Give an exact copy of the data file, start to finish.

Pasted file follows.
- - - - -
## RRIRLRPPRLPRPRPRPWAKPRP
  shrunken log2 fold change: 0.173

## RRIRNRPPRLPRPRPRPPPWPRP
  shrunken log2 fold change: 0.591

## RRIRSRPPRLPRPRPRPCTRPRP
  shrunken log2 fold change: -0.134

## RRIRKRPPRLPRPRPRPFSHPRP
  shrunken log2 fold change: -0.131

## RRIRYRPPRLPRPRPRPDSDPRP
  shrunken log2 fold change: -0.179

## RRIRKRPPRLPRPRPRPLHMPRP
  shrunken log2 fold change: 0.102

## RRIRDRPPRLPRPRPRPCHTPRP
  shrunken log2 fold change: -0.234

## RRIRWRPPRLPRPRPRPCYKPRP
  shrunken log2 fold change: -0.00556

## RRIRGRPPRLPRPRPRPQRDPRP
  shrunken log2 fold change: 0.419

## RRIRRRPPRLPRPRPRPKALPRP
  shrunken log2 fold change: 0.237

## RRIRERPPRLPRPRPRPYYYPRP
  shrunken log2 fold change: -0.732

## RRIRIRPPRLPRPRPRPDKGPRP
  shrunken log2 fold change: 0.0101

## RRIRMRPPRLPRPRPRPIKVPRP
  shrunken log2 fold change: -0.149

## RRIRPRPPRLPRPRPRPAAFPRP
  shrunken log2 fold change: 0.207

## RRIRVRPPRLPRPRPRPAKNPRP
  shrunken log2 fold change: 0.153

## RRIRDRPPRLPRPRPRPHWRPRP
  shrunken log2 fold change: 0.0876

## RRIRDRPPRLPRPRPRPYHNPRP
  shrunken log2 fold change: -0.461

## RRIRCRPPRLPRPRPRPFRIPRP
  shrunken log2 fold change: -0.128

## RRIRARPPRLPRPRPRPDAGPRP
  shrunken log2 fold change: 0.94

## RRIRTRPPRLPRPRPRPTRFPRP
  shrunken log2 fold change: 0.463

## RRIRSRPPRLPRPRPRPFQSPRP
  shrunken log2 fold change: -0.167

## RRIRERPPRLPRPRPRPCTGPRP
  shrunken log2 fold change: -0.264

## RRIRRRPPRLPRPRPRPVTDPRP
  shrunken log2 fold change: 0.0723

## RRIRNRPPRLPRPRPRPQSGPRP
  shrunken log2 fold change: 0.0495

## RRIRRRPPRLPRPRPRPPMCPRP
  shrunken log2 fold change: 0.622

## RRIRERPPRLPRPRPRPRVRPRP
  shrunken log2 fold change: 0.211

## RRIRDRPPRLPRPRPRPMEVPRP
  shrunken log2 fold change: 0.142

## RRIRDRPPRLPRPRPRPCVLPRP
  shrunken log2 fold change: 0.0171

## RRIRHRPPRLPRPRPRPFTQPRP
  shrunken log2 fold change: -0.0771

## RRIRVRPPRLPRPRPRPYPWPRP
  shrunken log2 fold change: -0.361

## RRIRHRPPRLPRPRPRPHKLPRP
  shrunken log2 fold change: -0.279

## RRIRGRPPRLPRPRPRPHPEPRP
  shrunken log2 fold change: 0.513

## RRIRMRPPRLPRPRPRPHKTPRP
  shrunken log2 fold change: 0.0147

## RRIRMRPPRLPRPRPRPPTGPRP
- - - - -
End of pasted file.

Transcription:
## RRIRLRPPRLPRPRPRPWAKPRP
  shrunken log2 fold change: 0.173

## RRIRNRPPRLPRPRPRPPPWPRP
  shrunken log2 fold change: 0.591

## RRIRSRPPRLPRPRPRPCTRPRP
  shrunken log2 fold change: -0.134

## RRIRKRPPRLPRPRPRPFSHPRP
  shrunken log2 fold change: -0.131

## RRIRYRPPRLPRPRPRPDSDPRP
  shrunken log2 fold change: -0.179

## RRIRKRPPRLPRPRPRPLHMPRP
  shrunken log2 fold change: 0.102

## RRIRDRPPRLPRPRPRPCHTPRP
  shrunken log2 fold change: -0.234

## RRIRWRPPRLPRPRPRPCYKPRP
  shrunken log2 fold change: -0.00556

## RRIRGRPPRLPRPRPRPQRDPRP
  shrunken log2 fold change: 0.419

## RRIRRRPPRLPRPRPRPKALPRP
  shrunken log2 fold change: 0.237

## RRIRERPPRLPRPRPRPYYYPRP
  shrunken log2 fold change: -0.732

## RRIRIRPPRLPRPRPRPDKGPRP
  shrunken log2 fold change: 0.0101

## RRIRMRPPRLPRPRPRPIKVPRP
  shrunken log2 fold change: -0.149

## RRIRPRPPRLPRPRPRPAAFPRP
  shrunken log2 fold change: 0.207

## RRIRVRPPRLPRPRPRPAKNPRP
  shrunken log2 fold change: 0.153

## RRIRDRPPRLPRPRPRPHWRPRP
  shrunken log2 fold change: 0.0876

## RRIRDRPPRLPRPRPRPYHNPRP
  shrunken log2 fold change: -0.461

## RRIRCRPPRLPRPRPRPFRIPRP
  shrunken log2 fold change: -0.128

## RRIRARPPRLPRPRPRPDAGPRP
  shrunken log2 fold change: 0.94

## RRIRTRPPRLPRPRPRPTRFPRP
  shrunken log2 fold change: 0.463

## RRIRSRPPRLPRPRPRPFQSPRP
  shrunken log2 fold change: -0.167

## RRIRERPPRLPRPRPRPCTGPRP
  shrunken log2 fold change: -0.264

## RRIRRRPPRLPRPRPRPVTDPRP
  shrunken log2 fold change: 0.0723

## RRIRNRPPRLPRPRPRPQSGPRP
  shrunken log2 fold change: 0.0495

## RRIRRRPPRLPRPRPRPPMCPRP
  shrunken log2 fold change: 0.622

## RRIRERPPRLPRPRPRPRVRPRP
  shrunken log2 fold change: 0.211

## RRIRDRPPRLPRPRPRPMEVPRP
  shrunken log2 fold change: 0.142

## RRIRDRPPRLPRPRPRPCVLPRP
  shrunken log2 fold change: 0.0171

## RRIRHRPPRLPRPRPRPFTQPRP
  shrunken log2 fold change: -0.0771

## RRIRVRPPRLPRPRPRPYPWPRP
  shrunken log2 fold change: -0.361

## RRIRHRPPRLPRPRPRPHKLPRP
  shrunken log2 fold change: -0.279

## RRIRGRPPRLPRPRPRPHPEPRP
  shrunken log2 fold change: 0.513

## RRIRMRPPRLPRPRPRPHKTPRP
  shrunken log2 fold change: 0.0147

## RRIRMRPPRLPRPRPRPPTGPRP